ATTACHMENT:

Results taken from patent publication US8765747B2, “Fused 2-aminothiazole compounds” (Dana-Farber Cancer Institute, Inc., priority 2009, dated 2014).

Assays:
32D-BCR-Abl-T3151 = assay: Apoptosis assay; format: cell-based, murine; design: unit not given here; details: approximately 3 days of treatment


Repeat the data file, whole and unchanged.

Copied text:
Results taken from patent publication US8765747B2, “Fused 2-aminothiazole compounds” (Dana-Farber Cancer Institute, Inc., priority 2009, dated 2014).

Assays:
32D-BCR-Abl-T3151 = assay: Apoptosis assay; format: cell-based, murine; design: unit not given here; details: approximately 3 days of treatment